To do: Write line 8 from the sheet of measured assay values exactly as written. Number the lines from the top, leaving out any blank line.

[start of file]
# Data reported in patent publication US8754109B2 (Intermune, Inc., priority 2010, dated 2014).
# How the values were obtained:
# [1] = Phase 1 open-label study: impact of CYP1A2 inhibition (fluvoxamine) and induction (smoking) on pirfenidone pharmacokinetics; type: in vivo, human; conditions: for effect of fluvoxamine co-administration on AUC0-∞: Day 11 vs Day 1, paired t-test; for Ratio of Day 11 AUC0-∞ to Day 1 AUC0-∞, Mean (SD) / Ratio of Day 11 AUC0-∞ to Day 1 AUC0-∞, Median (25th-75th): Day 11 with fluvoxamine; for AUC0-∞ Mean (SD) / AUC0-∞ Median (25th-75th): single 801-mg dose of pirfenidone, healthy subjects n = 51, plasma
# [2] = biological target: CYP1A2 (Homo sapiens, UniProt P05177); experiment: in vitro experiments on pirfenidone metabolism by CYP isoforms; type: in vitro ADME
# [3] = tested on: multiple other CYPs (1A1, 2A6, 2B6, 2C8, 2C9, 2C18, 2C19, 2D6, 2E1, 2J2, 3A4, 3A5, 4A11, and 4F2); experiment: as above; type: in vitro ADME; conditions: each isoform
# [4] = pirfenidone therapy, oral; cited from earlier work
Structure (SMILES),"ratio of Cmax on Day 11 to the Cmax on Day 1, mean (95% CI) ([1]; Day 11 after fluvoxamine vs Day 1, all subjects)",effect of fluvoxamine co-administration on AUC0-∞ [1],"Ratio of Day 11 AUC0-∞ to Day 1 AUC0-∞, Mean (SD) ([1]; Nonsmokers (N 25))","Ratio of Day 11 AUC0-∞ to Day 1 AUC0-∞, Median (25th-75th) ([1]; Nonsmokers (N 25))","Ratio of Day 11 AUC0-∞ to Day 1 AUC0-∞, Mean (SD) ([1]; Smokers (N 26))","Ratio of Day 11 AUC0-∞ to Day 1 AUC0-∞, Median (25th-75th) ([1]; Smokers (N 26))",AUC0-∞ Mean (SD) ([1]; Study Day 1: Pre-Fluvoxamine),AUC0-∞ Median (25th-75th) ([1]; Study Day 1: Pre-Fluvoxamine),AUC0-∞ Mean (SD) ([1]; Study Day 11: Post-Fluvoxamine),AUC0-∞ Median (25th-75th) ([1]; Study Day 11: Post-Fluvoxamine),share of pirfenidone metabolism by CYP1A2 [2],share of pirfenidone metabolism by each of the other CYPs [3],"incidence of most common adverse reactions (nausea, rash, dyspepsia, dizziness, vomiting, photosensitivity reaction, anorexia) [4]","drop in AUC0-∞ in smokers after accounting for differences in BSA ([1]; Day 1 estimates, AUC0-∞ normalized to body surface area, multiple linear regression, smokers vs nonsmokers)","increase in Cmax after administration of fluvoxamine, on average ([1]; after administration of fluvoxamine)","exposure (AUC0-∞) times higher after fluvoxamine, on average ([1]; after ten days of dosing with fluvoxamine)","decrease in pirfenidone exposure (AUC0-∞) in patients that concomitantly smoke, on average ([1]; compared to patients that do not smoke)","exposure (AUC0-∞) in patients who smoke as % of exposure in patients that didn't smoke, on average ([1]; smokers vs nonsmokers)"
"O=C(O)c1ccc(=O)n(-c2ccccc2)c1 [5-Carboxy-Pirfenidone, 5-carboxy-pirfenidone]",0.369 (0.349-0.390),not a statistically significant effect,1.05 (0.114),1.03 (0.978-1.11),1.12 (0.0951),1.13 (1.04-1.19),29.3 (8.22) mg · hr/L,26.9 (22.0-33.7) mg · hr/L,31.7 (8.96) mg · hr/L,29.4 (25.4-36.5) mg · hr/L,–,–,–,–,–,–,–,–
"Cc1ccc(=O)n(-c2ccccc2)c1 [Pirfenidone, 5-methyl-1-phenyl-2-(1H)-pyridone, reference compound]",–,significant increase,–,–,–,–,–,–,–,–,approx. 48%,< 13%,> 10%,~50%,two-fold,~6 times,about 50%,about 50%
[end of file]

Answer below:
"O=C(O)c1ccc(=O)n(-c2ccccc2)c1 [5-Carboxy-Pirfenidone, 5-carboxy-pirfenidone]",0.369 (0.349-0.390),not a statistically significant effect,1.05 (0.114),1.03 (0.978-1.11),1.12 (0.0951),1.13 (1.04-1.19),29.3 (8.22) mg · hr/L,26.9 (22.0-33.7) mg · hr/L,31.7 (8.96) mg · hr/L,29.4 (25.4-36.5) mg · hr/L,–,–,–,–,–,–,–,–